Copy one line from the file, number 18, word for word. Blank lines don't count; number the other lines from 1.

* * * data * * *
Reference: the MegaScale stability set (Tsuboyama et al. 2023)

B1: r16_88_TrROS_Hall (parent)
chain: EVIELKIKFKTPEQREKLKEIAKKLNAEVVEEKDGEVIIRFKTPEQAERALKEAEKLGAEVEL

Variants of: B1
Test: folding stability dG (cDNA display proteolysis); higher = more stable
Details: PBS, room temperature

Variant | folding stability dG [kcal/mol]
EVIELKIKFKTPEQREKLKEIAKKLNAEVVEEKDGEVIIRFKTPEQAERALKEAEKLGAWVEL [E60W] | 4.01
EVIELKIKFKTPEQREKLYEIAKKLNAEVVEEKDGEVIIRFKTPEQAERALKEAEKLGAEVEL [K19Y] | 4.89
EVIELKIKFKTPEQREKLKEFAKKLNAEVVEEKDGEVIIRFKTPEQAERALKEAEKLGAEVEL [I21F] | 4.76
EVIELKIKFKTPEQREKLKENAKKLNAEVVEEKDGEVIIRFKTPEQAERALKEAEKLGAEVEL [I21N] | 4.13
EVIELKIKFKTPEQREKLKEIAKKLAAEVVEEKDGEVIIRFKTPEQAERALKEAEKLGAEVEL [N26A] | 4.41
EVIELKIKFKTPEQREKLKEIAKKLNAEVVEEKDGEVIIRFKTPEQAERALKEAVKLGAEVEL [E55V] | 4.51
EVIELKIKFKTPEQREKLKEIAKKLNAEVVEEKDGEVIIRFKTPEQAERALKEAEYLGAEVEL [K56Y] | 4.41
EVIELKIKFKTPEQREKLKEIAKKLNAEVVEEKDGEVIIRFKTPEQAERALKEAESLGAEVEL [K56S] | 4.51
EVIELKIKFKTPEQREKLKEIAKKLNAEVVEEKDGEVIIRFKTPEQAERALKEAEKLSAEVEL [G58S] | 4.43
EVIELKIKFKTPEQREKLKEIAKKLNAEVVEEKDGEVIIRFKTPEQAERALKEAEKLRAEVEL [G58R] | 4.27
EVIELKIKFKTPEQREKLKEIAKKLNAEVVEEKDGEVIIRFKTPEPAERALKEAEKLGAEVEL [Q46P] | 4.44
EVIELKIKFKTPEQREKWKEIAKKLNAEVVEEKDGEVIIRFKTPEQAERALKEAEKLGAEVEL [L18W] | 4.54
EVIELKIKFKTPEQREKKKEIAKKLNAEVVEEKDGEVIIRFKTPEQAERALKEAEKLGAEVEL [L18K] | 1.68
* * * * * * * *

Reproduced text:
EVIELKIKFKTPEQREKLKEIAKKLNAEVVEEKDGEVIIRFKTPEPAERALKEAEKLGAEVEL [Q46P] | 4.44